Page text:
Most people can agree that texting while driving is a dangerous and unsafe distraction. More than 25 percent of all car accidents in 2012 involved talking on the phone or texting, according to the National Safety Council, adding up to nearly 1.5 million phone-related accidents. Distraction-related crashes resulted in more than 420,000 injuries and 3,328 deaths in 2012.
These staggering numbers have led to the development of statewide bans on texting while driving. Fourty-four states have outlawed texting while driving for all drivers (including New Jersey and New York), and several states outlaw hand-held cell phone use altogether. While the effectiveness of these bans has been called into question, a recent study has linked texting-while-driving bans to decreased traffic fatalities.
Researchers at the University of Alabama-Birmingham School of Public Health studied crash-related fatalities in conjunction with texting-while-driving laws. The study uncovered a 3 percent decrease in traffic fatalities in states with a texting-while-driving ban, and in states that focus specifically on younger drivers, traffic deaths among 15- to 21-year-olds have decreased by 11 percent.
“The findings, published in the August issue of the Journal of American Health, represent the best proof yet that widespread anti-texting laws are effective,” Karen Aho wrote for Bloomberg Business. “Analyzing national traffic fatality data over an 11-year period, researchers studied the effects of laws that that allow police to stop drivers specifically for texting (called primary enforcement laws), as well as of laws that ban the practice but allow police to write tickets only in conjunction with other traffic violations. Primary enforcement laws proved most effective, preventing an average of nearly 20 vehicular deaths per state, per year.”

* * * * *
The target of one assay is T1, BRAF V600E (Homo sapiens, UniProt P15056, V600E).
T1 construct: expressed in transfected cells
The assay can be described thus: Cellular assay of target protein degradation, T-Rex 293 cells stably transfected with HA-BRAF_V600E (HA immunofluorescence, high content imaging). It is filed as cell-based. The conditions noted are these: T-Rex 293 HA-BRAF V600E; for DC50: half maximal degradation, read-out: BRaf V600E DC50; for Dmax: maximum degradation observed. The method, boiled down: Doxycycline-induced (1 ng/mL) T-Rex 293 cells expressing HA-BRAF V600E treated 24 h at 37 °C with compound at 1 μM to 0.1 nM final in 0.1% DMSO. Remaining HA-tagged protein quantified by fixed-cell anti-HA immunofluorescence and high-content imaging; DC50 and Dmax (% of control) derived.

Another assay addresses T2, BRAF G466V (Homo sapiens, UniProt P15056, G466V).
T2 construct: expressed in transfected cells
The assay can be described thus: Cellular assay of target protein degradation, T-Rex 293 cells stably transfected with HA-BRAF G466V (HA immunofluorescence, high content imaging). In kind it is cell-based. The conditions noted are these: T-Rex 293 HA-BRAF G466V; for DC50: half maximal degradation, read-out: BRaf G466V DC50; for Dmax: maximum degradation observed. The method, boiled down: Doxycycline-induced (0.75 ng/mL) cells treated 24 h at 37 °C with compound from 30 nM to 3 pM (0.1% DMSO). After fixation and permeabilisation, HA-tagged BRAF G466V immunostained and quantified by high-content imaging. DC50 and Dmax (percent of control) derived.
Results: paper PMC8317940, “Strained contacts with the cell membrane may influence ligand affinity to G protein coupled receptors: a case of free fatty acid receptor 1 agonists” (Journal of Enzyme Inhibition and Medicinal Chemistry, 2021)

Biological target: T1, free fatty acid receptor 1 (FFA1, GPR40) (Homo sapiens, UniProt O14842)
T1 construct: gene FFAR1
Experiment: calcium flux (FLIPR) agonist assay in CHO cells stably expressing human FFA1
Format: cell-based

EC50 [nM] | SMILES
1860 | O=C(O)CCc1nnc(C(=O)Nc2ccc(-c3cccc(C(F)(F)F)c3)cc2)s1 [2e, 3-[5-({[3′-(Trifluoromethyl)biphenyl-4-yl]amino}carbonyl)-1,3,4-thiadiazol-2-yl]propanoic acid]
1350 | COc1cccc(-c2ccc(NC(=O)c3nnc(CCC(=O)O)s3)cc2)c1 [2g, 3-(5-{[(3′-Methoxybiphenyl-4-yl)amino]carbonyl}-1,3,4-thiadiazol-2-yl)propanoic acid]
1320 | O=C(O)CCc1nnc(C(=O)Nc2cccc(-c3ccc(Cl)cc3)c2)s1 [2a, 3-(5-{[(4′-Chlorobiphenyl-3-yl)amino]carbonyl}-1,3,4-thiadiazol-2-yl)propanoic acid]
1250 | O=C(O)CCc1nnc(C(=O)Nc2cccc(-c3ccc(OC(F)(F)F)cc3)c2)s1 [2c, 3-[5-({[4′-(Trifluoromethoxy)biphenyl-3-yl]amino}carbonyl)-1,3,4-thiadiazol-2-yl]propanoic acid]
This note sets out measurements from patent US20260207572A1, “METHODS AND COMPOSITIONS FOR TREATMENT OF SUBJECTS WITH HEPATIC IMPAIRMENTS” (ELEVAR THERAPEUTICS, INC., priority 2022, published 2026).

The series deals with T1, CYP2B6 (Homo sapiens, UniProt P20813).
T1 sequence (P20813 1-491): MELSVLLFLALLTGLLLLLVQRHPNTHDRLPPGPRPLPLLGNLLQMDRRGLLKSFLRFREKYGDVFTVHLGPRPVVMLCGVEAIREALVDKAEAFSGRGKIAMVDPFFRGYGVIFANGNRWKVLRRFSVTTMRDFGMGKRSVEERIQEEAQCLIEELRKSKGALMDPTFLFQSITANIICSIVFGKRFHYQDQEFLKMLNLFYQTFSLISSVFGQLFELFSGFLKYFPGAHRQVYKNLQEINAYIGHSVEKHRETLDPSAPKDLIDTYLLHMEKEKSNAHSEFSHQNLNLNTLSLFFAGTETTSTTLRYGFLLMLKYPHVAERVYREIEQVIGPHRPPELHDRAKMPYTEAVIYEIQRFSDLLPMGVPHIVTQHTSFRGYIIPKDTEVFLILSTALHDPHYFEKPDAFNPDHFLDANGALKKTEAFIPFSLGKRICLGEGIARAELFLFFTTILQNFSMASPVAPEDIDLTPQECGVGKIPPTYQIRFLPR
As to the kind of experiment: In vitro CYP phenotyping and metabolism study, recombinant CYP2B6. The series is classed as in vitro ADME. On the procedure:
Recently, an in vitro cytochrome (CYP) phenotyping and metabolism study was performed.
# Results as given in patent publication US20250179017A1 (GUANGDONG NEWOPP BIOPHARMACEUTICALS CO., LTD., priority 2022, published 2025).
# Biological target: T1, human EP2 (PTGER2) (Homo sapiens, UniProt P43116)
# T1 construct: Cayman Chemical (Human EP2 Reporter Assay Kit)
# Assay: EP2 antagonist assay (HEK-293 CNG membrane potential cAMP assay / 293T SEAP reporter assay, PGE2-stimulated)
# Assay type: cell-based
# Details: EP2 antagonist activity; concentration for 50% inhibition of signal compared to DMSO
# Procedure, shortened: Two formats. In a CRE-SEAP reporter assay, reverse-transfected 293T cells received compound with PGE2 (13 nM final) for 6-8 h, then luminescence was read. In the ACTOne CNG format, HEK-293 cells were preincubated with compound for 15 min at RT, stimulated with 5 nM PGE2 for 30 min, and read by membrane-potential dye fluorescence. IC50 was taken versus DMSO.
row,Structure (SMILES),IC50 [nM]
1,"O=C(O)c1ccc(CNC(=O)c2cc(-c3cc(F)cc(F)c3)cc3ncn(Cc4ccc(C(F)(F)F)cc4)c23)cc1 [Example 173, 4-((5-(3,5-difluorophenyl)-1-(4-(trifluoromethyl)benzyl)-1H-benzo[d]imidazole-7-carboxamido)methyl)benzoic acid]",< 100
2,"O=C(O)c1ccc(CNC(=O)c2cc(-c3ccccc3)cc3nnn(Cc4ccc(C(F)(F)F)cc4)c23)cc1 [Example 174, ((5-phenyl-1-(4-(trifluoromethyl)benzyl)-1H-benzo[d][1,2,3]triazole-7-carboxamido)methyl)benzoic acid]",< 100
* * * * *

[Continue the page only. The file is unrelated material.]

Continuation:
The study also showed a notable difference between younger and older drivers. Statewide bans on texting while driving, whether primary enforcement or secondary, have a bigger impact on novice drivers than older drivers (who tend to talk on the phone more and text less than their younger counterparts).
“We were a little surprised to see that primarily enforced texting bans were not associated with significant reductions in fatalities among those ages 21 to 64, who are not considered to be young drivers,” said Alva Ferdinand, a doctoral candidate in the Department of Health Care Organization and Policy, who was involved with the study. “However, states with bans prohibiting the use of cell phones without hands-free technology altogether on all drivers saw significant reductions in fatalities among this particular age group. Thus, although texting-while-driving bans were most effective for reducing traffic-related fatalities among young individuals, handheld bans appear to be most effective for adults.”
While it may seem like the toughest bans would produce the most impressive results (i.e. a primary enforcement ban on texting while driving for all drivers, regardless of age), this is not necessarily the case. As it turns out, primarily enforced texting-while-driving laws that target only young drivers have been the most effective; among this age group, texting-while-driving bans have resulted in an 11 percent decrease in traffic fatalities.